in the lifespan of a mayfly

Reads: 142  | Likes: 0  | Shelves: 0  | Comments: 1

More Details
Status: Finished  |  Genre: Other  |  House: Booksie Classic

Submitted: October 07, 2016

A A A | A A A

Submitted: October 07, 2016

A A A

A A A


 

 

Hit by a force I had never experienced before, my world was ripped apart in a matter of searing seconds. Shards of acute glass propelled themselves from the windscreen through the air and embedded in their individual targets. To my right, the driver’s side door was beaten in by the brute force of a foolish drunkard’s car bonnet. Distorted metal encircled and challenged the flimsiness of human flesh from all directions. Bright, striking lights radiated from the scene and debris shadowed perilous sights. A tsunami of heat swept itself across the crash scene and the taste of burning tyres unsettled my stomach and hindered my breathing. A cargo lorry rested on its side in the hedgerow, a trail of skid marks engraved into the tarmac of the road, its contents lay strewn all over like fallen jenga blocks. Firefighters helplessly attempted to battle their opponent, all the while dragging and supporting numerous lifeless forms through obstacles of twisted and scorched metal. Darkness clouded my vision, and fear brought me back.

I can recall the first moments of the worst evening of my life perfectly, the rest is a hazy mess of jumbled up, out of focus imagery, fear, and physical pain. I gradually lost what was left of my mind in those horrendous flashbacks………….blue flashing lights and yellow, blazing fire,… futile screaming,… crimson blood slicked through greasy hair, coating the back of my neck…………………………………………… a lifeless, limp hand rapidly losing heat and blood, lay abandoned against my right thigh. The creaking hinge of a door opening turned my attention to my friend who was driving and had suffered the worst of the impact. Unwillingly, my consciousness drifted away and I couldn’t draw myself back.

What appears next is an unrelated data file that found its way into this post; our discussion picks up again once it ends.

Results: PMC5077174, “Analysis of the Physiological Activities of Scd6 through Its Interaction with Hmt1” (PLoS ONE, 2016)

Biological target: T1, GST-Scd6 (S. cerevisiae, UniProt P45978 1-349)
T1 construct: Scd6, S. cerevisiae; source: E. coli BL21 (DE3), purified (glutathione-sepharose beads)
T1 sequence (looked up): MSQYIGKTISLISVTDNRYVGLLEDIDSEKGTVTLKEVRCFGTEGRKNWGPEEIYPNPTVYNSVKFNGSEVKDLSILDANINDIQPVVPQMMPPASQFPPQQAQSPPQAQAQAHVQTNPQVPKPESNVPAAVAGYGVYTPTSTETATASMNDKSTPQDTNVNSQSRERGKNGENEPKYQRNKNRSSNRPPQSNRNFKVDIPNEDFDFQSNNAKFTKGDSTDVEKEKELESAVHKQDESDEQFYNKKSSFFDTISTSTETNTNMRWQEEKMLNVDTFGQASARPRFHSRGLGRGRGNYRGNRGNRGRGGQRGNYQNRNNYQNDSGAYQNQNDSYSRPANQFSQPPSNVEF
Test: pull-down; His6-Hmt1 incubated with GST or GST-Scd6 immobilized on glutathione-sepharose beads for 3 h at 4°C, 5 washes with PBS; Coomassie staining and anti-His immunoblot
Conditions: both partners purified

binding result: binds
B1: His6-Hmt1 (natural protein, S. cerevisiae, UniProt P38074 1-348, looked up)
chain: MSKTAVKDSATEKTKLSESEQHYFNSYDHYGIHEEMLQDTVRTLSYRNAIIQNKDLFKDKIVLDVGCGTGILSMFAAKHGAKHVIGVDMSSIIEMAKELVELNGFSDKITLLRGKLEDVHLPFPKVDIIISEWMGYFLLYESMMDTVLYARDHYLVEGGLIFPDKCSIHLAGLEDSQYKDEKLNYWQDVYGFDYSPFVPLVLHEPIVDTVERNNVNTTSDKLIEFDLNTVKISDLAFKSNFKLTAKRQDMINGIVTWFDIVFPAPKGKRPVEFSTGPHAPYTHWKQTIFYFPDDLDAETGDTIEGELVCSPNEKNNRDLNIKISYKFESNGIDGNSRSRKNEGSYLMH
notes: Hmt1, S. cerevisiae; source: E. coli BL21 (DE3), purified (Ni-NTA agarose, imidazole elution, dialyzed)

I emerged from the limbo of unconsciousness but with all my strength, I still couldn’t move a single stubborn muscle. Tears streamed down my face as my seatbelt was unclipped and I was carried to solitary safety by ambulance workers in florescent yellow anoraks. I was injected with a drug that made my eyelids heavy and drowned the terror from my head. A white illumination hijacked my mind.

I roused once again but this time to the sound of a steady beeping. My eyes were numb with a generous coating of salty sleep. My skin felt sickeningly waxy. My lips were parched and rusty. Some friendly chemical pumped through my blood, making life feel uncomfortably painless. A crisp white sheet trapped my body heat and wires connected me to intimidating grey machines which beamed a dubious green light on the bare, dull walls.

A sudden bullet of despair shot through my heart when my mind came to realisation once again at what had happened. The rise and fall of my shoulders was more prominent than when I woke. My breathing was staccato as I struggled to draw oxygen. A weight dropped inside me and blue butterflies slapped the inside of my torso with their knife encrusted wings. My puffy eyes welled up with fresh tears and the mechanical beeping beside me sped up. Pulses and shock were sent tingling through my limbs and throbbing through my vital organs. A stabbing pain attacked my heart and melancholy smothered my entire being.